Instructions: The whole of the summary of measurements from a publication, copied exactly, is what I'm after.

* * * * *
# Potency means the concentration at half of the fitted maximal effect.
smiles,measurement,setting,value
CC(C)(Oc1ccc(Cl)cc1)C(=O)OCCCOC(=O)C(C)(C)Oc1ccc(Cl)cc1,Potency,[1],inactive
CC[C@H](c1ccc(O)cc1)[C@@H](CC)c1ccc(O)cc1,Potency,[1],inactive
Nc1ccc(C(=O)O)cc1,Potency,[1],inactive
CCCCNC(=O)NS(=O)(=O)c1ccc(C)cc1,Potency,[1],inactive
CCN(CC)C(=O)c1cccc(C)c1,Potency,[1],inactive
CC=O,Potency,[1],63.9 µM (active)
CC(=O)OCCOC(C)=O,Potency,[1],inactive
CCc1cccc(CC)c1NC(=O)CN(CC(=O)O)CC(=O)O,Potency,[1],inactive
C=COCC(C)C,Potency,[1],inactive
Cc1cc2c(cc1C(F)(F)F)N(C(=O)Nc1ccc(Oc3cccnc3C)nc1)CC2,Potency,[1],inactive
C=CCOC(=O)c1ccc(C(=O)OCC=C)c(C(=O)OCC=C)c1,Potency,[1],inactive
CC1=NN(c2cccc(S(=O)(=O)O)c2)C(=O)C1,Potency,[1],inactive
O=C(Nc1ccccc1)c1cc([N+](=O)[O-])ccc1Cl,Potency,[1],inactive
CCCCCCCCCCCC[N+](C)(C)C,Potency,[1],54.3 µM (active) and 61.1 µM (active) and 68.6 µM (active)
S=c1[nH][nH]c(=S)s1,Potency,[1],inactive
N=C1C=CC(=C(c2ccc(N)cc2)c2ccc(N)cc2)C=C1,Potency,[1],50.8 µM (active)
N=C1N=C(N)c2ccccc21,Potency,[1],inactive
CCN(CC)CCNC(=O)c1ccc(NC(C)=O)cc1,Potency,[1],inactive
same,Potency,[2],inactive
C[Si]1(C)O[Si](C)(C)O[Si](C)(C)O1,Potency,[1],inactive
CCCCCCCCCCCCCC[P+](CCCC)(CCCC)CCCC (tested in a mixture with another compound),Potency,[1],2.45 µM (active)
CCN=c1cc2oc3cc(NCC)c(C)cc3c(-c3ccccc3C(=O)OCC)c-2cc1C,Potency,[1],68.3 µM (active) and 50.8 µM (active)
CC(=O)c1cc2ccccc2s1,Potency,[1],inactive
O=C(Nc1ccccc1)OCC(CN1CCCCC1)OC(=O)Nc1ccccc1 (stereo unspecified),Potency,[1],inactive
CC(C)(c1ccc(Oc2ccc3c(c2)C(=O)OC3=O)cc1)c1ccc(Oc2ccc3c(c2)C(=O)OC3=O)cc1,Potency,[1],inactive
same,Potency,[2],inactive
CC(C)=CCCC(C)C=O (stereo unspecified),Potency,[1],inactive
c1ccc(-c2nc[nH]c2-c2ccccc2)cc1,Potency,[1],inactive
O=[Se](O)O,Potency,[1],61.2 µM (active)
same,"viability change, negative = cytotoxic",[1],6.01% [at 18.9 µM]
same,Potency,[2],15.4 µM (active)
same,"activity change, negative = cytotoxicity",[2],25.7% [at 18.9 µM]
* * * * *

# Potency means the concentration at half of the fitted maximal effect.
smiles,measurement,setting,value
CC(C)(Oc1ccc(Cl)cc1)C(=O)OCCCOC(=O)C(C)(C)Oc1ccc(Cl)cc1,Potency,[1],inactive
CC[C@H](c1ccc(O)cc1)[C@@H](CC)c1ccc(O)cc1,Potency,[1],inactive
Nc1ccc(C(=O)O)cc1,Potency,[1],inactive
CCCCNC(=O)NS(=O)(=O)c1ccc(C)cc1,Potency,[1],inactive
CCN(CC)C(=O)c1cccc(C)c1,Potency,[1],inactive
CC=O,Potency,[1],63.9 µM (active)
CC(=O)OCCOC(C)=O,Potency,[1],inactive
CCc1cccc(CC)c1NC(=O)CN(CC(=O)O)CC(=O)O,Potency,[1],inactive
C=COCC(C)C,Potency,[1],inactive
Cc1cc2c(cc1C(F)(F)F)N(C(=O)Nc1ccc(Oc3cccnc3C)nc1)CC2,Potency,[1],inactive
C=CCOC(=O)c1ccc(C(=O)OCC=C)c(C(=O)OCC=C)c1,Potency,[1],inactive
CC1=NN(c2cccc(S(=O)(=O)O)c2)C(=O)C1,Potency,[1],inactive
O=C(Nc1ccccc1)c1cc([N+](=O)[O-])ccc1Cl,Potency,[1],inactive
CCCCCCCCCCCC[N+](C)(C)C,Potency,[1],54.3 µM (active) and 61.1 µM (active) and 68.6 µM (active)
S=c1[nH][nH]c(=S)s1,Potency,[1],inactive
N=C1C=CC(=C(c2ccc(N)cc2)c2ccc(N)cc2)C=C1,Potency,[1],50.8 µM (active)
N=C1N=C(N)c2ccccc21,Potency,[1],inactive
CCN(CC)CCNC(=O)c1ccc(NC(C)=O)cc1,Potency,[1],inactive
same,Potency,[2],inactive
C[Si]1(C)O[Si](C)(C)O[Si](C)(C)O1,Potency,[1],inactive
CCCCCCCCCCCCCC[P+](CCCC)(CCCC)CCCC (tested in a mixture with another compound),Potency,[1],2.45 µM (active)
CCN=c1cc2oc3cc(NCC)c(C)cc3c(-c3ccccc3C(=O)OCC)c-2cc1C,Potency,[1],68.3 µM (active) and 50.8 µM (active)
CC(=O)c1cc2ccccc2s1,Potency,[1],inactive
O=C(Nc1ccccc1)OCC(CN1CCCCC1)OC(=O)Nc1ccccc1 (stereo unspecified),Potency,[1],inactive
CC(C)(c1ccc(Oc2ccc3c(c2)C(=O)OC3=O)cc1)c1ccc(Oc2ccc3c(c2)C(=O)OC3=O)cc1,Potency,[1],inactive
same,Potency,[2],inactive
CC(C)=CCCC(C)C=O (stereo unspecified),Potency,[1],inactive
c1ccc(-c2nc[nH]c2-c2ccccc2)cc1,Potency,[1],inactive
O=[Se](O)O,Potency,[1],61.2 µM (active)
same,"viability change, negative = cytotoxic",[1],6.01% [at 18.9 µM]
same,Potency,[2],15.4 µM (active)
same,"activity change, negative = cytotoxicity",[2],25.7% [at 18.9 µM]